NEW YORK — The Metropolitan Museum of Art announced on September 23 that it has received a gift of a rare American weathervane from Michael and Patricia Del Castello. Produced by an unidentified maker between 1909 and 1913, it was likely commissioned for the Poland Spring House in Poland Spring, Maine, where it was installed on its rooftop by 1914 and remained on view until 1973. The commanding and distinctive weathervane joins the Met’s growing collection of American vernacular sculpture and will be on view in Gallery 732 in the American Wing starting September 29.
“This weathervane is an extraordinary example of American vernacular sculpture,” stated the Marina Kellen French Director of the Met, Max Hollein. “The gift marks an important development as the museum continues to evolve the breadth of its collecting, especially as the American Wing approaches its centennial year in 2024. We are deeply grateful to Michael and Patricia Del Castello for their generous gift of this unique work of art.”
Primarily used to indicate and measure wind direction, weathervanes represent an American sculptural tradition that dates back to the early 18th century. This weathervane was modeled after the Bleriot Model XI Monoplane, a small plane that the French aviator and engineer Louis Bleriot (1872–1936) flew across the English Channel on July 25, 1909, marking the first airplane flight across the channel, 25 miles from Calais to Dover. Bleriot helped design the plane and put it into production, setting records for flying speed, altitude and distance. The plane was popular in races in both Europe and the United States. The weathervane representing the monoplane presumably was made in response to races held between French and American aviators in Poland Spring and Portland, Maine, sometime after Bleriot’s historic 1909 flight across the English Channel.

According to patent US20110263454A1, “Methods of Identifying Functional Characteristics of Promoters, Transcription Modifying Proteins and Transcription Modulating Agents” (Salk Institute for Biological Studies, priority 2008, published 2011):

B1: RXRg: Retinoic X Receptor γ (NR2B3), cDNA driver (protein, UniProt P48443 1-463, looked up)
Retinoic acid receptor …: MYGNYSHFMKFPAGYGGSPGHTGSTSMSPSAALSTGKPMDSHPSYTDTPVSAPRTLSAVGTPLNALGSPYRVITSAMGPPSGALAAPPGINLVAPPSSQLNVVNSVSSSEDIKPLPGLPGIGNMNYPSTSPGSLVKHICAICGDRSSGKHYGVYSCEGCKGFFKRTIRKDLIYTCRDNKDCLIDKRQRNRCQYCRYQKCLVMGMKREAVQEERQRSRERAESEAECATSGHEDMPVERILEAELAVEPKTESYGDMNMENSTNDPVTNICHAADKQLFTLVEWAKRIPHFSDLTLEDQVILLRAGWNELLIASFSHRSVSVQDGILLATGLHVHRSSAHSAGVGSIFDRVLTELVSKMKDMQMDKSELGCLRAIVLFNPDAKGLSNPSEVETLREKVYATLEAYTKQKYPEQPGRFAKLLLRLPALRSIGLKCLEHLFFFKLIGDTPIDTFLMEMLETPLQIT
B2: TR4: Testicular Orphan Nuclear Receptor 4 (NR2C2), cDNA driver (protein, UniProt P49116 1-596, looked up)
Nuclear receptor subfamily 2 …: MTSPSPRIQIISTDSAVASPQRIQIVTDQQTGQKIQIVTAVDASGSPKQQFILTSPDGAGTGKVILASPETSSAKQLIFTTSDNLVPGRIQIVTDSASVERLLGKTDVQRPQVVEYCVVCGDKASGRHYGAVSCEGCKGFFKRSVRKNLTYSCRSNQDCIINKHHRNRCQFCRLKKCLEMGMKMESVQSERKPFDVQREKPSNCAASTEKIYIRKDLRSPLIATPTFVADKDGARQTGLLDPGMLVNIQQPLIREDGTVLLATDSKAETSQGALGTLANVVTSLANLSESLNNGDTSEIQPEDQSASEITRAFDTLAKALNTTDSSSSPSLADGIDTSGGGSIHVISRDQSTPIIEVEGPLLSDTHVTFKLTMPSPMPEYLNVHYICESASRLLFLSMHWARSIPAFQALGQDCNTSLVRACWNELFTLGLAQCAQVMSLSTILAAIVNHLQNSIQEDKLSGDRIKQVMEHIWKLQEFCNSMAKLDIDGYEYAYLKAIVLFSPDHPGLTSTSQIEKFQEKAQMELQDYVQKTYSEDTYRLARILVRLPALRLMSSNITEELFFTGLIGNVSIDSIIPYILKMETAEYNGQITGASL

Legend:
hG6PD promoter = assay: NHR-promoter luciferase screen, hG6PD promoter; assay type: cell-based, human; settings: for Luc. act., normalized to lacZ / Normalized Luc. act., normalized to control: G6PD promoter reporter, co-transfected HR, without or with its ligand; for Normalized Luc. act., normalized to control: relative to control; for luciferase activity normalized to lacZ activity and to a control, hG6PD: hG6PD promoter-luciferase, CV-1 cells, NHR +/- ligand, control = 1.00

“The gift of the Bleriot Model XI Monoplane weathervane is transformative as it adds to the collection one of the most sophisticated examples of American weathervanes ever produced,” said the Marica F. Vilcek Curator of American Painting and Sculpture, Thayer Tolles. “The weathervane is distinctive not only for its commanding scale and complexity of assembly, but also its reference to a historical event.”